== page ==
Behind the Mask: Malcolm Lang ’21

by Christina Egbert

August 27, 2020

What is there to do for an English major who takes an internship at a health department?

Malcolm Lang '21Malcolm Lang ’21 didn’t know either. 

“Quite honestly, the internship wasn’t my first choice,” Lang said. “I was looking more at being a writing tutor, but most of those internships were remote, and I wanted to be more engaged.”

Like distributing masks and hand sanitizer to protestors in the city of South Bend.

Lang learned about the opportunity with the St. Joseph County Health Department from Global Health Initiative (GHI) Advisory Committee member Sam Milligan ’68. Pre-Med advisor Jill Rogers told Lang that he didn’t have to be in the GHI, want to be a physician, or even major in biology to take the internship.

“I was nervous at first,” Lang said, “but I quickly learned there were other ways I could help.”

Like drafting a resolution for the board of health that detailed the ways systemic racism affects healthcare. 

“I feel like I’m a really versatile person who can do a lot of different things, so why not have a bunch of different things in my repertoire?”

“There is no better foundation for public health than a liberal arts education,” St. Joseph County Health Officer Dr. Robert Einterz ‘77 said. “We need those individuals because there are so many other things that make up the health of a community—poverty, food access, education—that aren’t related to science. In fact, science only makes up about 20 percent of what we do.

“So when Malcolm came to us, it was very exciting. He was pretty quiet and introverted, but he was someone who was going to be attentive to the other 80 percent.” 

When asked about highlights from his internship, the previously-mentioned opportunities only scratched the surface for Lang. 

Lang interned at the St. Joseph County Health Dept.“My primary focus was to build a connection and rapport between the health department and the local Black Lives Matter movement to address issues regarding healthcare inequities,” Lang said. “Although my work did not necessarily address the issues with corruption in the criminal justice system, it did enable me to tackle other issues that directly affect a community.”

He helped administer a meeting between St. Joseph County Health Officer Dr. Robert Einterz and the leaders of the local Black Lives Matter organization to discuss the health department support for their cause and also the inequalities communities of color are experiencing, including EMT access, trauma-informed care, and mental health services.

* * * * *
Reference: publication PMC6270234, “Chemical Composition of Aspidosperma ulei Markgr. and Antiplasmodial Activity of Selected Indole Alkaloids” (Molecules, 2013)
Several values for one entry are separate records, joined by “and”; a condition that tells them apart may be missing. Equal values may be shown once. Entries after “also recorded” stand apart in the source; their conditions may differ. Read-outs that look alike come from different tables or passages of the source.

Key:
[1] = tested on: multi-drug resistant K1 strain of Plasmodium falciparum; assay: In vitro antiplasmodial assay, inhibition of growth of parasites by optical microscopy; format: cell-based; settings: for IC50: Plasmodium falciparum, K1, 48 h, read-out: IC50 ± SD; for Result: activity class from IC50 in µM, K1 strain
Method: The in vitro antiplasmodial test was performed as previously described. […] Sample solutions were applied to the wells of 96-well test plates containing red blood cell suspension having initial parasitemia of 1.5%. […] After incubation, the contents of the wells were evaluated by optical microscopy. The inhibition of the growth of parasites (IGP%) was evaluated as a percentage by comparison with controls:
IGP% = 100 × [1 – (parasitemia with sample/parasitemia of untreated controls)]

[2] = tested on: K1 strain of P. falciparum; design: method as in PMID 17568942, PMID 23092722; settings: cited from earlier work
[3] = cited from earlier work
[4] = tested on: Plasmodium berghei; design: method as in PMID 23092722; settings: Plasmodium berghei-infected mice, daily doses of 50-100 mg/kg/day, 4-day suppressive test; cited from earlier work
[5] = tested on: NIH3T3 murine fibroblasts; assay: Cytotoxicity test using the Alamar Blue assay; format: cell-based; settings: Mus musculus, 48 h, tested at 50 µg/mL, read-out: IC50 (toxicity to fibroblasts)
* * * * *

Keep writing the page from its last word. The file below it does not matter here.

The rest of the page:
Lang worked with Fetal Infant Mortality data within the black community of St. Joseph County and learned to assess the disparities in prenatal care, healthcare access, and the health of pregnant women in general.

Using his black studies minor as a foundation, he spoke with teenagers in a juvenile detention center about the history of mass incarceration and systemic racism. He shared that they don’t have to be a product of their environment or the previous decisions they’d made.

“This internship showed me that, regardless of who you are, you are capable of helping in different ways. I think my journey as a young black man now is to continue to do my part in fighting for change.”

He wants change on campus—for students of color to not feel they are always the ones who have to step outside their comfort zone. His brothers at the Malcolm X Institute of Black Studies think he’s capable of leading the change; they voted him as the Outstanding Member of the Year for 2019-2020.

He wants change in Crawfordsville, where he often sees the confederate flag flying.

For Lang, it's about initiative...and change.He wants change throughout the country. That’s why he took the initiative during his internship to make sure that protestors in South Bend were safe.

“Being a person of color, I understand the purpose and the significance of the protests. I understand the outrage. But we’re still in the middle of a global pandemic. 

“Who knows how long COVID-19 will be around, but the problems of police brutality and systemic racism have been around long enough. So while people were protesting, I wanted them to be safe. I wanted to ensure that they’ll be able to protest the next day, six months, or even a year from now.”

“While Malcolm is a quiet, gentle soul, his impact and influence is strong,” said Dean for Professional Development and MXI Director Steven Jones ’87. “He is a young lion who will make his mark on the world.”

Lang’s willingness to take initiative for something he believes in will serve him well in his new position on campus as a leader for Wabash’s COVID Action Response and Education (CARE) Team. His primary role is to proactively educate, respond to, and encourage fellow students to follow public health guidelines. 

“We’re in a place where we can make the best of this situation,” he said. “We have the opportunity for students to realize what a privilege it is to be on campus, and I hope my fellow students know that. Because there’s no other way I’d want to spend my last year of school than on campus with my brothers.”

 


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